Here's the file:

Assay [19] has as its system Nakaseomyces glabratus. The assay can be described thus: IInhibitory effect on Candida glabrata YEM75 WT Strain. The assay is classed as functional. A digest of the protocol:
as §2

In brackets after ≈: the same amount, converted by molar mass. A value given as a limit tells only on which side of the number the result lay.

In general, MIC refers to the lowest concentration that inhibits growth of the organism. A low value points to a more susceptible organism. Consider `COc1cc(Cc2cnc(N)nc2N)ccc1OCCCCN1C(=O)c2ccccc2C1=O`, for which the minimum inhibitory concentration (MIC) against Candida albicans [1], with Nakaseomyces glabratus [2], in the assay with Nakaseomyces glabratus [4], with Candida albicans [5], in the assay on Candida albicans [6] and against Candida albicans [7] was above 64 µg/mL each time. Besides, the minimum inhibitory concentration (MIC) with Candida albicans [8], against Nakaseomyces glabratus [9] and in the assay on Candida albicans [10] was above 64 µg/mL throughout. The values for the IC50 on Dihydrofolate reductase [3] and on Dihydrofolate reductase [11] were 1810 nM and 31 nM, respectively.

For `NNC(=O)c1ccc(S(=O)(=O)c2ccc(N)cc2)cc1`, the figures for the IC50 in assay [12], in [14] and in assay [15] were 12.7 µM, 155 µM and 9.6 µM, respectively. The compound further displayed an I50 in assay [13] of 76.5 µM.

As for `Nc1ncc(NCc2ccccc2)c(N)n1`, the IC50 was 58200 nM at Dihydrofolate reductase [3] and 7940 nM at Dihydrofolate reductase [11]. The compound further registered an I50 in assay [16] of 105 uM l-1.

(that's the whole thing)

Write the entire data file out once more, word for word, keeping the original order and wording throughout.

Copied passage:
Assay [19] has as its system Nakaseomyces glabratus. The assay can be described thus: IInhibitory effect on Candida glabrata YEM75 WT Strain. The assay is classed as functional. A digest of the protocol:
as §2

In brackets after ≈: the same amount, converted by molar mass. A value given as a limit tells only on which side of the number the result lay.

In general, MIC refers to the lowest concentration that inhibits growth of the organism. A low value points to a more susceptible organism. Consider `COc1cc(Cc2cnc(N)nc2N)ccc1OCCCCN1C(=O)c2ccccc2C1=O`, for which the minimum inhibitory concentration (MIC) against Candida albicans [1], with Nakaseomyces glabratus [2], in the assay with Nakaseomyces glabratus [4], with Candida albicans [5], in the assay on Candida albicans [6] and against Candida albicans [7] was above 64 µg/mL each time. Besides, the minimum inhibitory concentration (MIC) with Candida albicans [8], against Nakaseomyces glabratus [9] and in the assay on Candida albicans [10] was above 64 µg/mL throughout. The values for the IC50 on Dihydrofolate reductase [3] and on Dihydrofolate reductase [11] were 1810 nM and 31 nM, respectively.

For `NNC(=O)c1ccc(S(=O)(=O)c2ccc(N)cc2)cc1`, the figures for the IC50 in assay [12], in [14] and in assay [15] were 12.7 µM, 155 µM and 9.6 µM, respectively. The compound further displayed an I50 in assay [13] of 76.5 µM.

As for `Nc1ncc(NCc2ccccc2)c(N)n1`, the IC50 was 58200 nM at Dihydrofolate reductase [3] and 7940 nM at Dihydrofolate reductase [11]. The compound further registered an I50 in assay [16] of 105 uM l-1.